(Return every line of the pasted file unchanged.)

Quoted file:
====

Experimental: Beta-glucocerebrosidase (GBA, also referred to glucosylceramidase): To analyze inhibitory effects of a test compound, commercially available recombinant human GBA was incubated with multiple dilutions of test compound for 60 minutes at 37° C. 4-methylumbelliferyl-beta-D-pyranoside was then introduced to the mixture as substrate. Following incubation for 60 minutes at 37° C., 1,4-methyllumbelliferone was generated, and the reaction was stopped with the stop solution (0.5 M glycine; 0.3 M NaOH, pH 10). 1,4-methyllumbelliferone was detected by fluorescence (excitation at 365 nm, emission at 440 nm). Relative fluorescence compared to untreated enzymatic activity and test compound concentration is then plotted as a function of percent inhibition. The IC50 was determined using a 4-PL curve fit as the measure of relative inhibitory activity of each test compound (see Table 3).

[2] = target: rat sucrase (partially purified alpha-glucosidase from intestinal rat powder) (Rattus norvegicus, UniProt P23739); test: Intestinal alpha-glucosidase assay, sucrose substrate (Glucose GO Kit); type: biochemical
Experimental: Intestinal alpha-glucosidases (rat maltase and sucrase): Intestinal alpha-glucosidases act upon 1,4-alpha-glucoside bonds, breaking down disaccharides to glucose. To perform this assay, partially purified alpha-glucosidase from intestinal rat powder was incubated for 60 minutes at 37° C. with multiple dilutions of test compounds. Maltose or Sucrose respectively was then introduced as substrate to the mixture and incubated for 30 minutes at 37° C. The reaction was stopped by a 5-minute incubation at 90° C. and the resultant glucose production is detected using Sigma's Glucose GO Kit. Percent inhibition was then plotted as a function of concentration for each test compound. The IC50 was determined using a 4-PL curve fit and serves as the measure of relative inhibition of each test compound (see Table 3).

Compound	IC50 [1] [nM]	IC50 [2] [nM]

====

Experimental: Beta-glucocerebrosidase (GBA, also referred to glucosylceramidase): To analyze inhibitory effects of a test compound, commercially available recombinant human GBA was incubated with multiple dilutions of test compound for 60 minutes at 37° C. 4-methylumbelliferyl-beta-D-pyranoside was then introduced to the mixture as substrate. Following incubation for 60 minutes at 37° C., 1,4-methyllumbelliferone was generated, and the reaction was stopped with the stop solution (0.5 M glycine; 0.3 M NaOH, pH 10). 1,4-methyllumbelliferone was detected by fluorescence (excitation at 365 nm, emission at 440 nm). Relative fluorescence compared to untreated enzymatic activity and test compound concentration is then plotted as a function of percent inhibition. The IC50 was determined using a 4-PL curve fit as the measure of relative inhibitory activity of each test compound (see Table 3).

[2] = target: rat sucrase (partially purified alpha-glucosidase from intestinal rat powder) (Rattus norvegicus, UniProt P23739); test: Intestinal alpha-glucosidase assay, sucrose substrate (Glucose GO Kit); type: biochemical
Experimental: Intestinal alpha-glucosidases (rat maltase and sucrase): Intestinal alpha-glucosidases act upon 1,4-alpha-glucoside bonds, breaking down disaccharides to glucose. To perform this assay, partially purified alpha-glucosidase from intestinal rat powder was incubated for 60 minutes at 37° C. with multiple dilutions of test compounds. Maltose or Sucrose respectively was then introduced as substrate to the mixture and incubated for 30 minutes at 37° C. The reaction was stopped by a 5-minute incubation at 90° C. and the resultant glucose production is detected using Sigma's Glucose GO Kit. Percent inhibition was then plotted as a function of concentration for each test compound. The IC50 was determined using a 4-PL curve fit and serves as the measure of relative inhibition of each test compound (see Table 3).

Compound	IC50 [1] [nM]	IC50 [2] [nM]